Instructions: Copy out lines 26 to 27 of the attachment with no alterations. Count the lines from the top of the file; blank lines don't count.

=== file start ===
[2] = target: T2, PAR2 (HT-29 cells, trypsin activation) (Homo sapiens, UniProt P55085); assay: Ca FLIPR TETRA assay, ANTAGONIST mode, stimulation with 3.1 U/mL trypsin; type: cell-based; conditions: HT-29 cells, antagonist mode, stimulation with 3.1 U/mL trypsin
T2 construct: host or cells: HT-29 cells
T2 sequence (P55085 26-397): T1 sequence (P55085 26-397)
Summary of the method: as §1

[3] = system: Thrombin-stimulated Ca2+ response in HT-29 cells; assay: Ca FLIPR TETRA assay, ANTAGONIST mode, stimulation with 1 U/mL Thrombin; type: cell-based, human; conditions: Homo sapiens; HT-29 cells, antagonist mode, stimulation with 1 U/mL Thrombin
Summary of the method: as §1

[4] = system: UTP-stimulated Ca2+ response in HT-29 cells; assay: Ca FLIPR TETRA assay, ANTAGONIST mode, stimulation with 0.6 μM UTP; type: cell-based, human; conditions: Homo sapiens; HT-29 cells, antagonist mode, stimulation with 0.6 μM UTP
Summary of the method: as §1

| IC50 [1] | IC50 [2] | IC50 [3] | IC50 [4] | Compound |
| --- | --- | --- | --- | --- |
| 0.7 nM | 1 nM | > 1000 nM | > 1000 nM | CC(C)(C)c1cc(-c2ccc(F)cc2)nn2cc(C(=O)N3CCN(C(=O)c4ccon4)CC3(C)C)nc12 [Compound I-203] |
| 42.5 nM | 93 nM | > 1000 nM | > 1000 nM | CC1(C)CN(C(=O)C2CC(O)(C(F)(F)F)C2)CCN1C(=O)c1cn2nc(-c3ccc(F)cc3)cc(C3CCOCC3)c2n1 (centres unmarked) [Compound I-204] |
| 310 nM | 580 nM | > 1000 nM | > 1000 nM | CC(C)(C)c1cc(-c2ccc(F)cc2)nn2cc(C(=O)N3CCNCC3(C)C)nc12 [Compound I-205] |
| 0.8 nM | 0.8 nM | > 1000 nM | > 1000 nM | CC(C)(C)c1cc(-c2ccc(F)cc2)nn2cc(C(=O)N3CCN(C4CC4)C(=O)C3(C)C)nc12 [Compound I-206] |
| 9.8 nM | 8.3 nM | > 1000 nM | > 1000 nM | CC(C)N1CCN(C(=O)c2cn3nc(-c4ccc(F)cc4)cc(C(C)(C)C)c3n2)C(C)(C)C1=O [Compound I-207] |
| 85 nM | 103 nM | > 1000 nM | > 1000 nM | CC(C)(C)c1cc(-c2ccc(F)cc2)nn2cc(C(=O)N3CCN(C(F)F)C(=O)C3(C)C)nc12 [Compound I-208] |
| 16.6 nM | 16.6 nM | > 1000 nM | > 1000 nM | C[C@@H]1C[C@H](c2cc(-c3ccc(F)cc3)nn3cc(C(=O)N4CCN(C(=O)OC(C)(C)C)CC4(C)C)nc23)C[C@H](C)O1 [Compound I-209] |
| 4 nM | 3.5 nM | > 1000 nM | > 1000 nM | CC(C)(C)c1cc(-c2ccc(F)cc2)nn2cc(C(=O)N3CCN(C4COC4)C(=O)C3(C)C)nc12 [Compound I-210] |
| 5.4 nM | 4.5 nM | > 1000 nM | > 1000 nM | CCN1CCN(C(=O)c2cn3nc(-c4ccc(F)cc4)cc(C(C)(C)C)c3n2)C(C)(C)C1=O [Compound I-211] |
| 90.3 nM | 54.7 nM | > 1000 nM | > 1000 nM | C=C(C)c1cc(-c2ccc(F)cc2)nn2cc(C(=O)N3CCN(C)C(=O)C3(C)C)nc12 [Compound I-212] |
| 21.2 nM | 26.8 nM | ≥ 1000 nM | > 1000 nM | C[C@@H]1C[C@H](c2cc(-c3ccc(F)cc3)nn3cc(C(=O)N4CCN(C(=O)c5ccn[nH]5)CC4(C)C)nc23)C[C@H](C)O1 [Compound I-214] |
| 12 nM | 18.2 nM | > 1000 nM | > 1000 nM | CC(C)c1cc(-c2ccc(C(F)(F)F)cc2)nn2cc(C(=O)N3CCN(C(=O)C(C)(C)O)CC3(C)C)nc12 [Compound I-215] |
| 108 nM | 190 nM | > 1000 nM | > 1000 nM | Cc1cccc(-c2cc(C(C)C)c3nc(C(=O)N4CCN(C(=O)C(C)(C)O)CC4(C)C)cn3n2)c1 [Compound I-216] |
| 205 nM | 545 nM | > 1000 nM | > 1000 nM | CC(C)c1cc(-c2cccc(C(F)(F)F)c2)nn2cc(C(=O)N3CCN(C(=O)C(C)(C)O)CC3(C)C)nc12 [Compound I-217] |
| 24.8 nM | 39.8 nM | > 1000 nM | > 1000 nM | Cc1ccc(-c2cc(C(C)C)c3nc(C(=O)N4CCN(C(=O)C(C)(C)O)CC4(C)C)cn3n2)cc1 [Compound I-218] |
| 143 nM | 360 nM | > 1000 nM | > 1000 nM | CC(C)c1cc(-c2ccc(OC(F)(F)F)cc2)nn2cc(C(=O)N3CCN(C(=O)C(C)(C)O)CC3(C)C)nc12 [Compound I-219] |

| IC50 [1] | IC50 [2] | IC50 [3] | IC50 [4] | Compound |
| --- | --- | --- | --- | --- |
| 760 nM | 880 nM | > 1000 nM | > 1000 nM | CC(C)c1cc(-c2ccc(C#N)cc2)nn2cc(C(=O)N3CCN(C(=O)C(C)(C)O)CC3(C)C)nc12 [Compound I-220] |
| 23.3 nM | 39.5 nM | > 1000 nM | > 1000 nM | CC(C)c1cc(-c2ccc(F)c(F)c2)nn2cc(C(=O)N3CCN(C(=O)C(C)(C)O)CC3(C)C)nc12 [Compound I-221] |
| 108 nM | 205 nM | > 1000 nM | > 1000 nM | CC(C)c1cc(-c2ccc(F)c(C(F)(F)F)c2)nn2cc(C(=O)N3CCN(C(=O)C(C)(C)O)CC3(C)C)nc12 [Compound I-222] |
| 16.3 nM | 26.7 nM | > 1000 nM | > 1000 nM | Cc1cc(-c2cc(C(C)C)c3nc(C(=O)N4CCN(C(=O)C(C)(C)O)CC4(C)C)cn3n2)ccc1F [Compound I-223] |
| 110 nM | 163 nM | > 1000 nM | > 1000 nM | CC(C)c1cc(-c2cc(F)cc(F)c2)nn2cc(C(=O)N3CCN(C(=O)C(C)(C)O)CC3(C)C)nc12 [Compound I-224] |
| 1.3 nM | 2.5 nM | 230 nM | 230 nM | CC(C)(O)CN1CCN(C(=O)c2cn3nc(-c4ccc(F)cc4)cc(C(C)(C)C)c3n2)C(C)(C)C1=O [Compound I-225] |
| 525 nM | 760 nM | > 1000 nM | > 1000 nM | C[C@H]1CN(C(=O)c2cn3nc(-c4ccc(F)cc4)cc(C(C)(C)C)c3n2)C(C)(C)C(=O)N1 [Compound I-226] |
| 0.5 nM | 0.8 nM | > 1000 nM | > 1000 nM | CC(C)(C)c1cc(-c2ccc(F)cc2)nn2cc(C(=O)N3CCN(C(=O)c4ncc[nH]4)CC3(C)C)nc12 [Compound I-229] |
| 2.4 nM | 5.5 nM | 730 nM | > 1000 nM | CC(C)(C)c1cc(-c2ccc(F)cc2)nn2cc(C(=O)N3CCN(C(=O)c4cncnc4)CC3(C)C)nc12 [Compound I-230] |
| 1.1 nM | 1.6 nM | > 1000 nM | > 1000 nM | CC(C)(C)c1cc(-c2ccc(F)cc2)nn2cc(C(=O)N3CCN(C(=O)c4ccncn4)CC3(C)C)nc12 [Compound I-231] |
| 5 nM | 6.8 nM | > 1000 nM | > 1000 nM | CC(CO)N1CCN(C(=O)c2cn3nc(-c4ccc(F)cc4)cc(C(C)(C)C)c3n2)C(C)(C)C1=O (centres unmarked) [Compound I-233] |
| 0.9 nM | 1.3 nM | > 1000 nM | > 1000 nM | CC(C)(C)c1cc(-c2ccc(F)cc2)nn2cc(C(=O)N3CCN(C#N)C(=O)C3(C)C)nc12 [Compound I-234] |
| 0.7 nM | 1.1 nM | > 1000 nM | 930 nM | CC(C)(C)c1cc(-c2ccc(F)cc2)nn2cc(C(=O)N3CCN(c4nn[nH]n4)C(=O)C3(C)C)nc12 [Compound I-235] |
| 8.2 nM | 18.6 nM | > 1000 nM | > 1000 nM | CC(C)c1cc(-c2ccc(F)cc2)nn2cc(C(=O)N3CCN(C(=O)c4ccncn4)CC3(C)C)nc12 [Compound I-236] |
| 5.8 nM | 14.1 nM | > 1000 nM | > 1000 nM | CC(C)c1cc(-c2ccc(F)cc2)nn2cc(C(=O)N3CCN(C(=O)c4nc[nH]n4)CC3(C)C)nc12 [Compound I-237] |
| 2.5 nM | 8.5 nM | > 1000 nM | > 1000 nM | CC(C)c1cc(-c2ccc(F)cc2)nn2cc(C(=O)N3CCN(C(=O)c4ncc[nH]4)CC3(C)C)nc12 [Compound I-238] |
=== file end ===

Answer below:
| 143 nM | 360 nM | > 1000 nM | > 1000 nM | CC(C)c1cc(-c2ccc(OC(F)(F)F)cc2)nn2cc(C(=O)N3CCN(C(=O)C(C)(C)O)CC3(C)C)nc12 [Compound I-219] |

| IC50 [1] | IC50 [2] | IC50 [3] | IC50 [4] | Compound |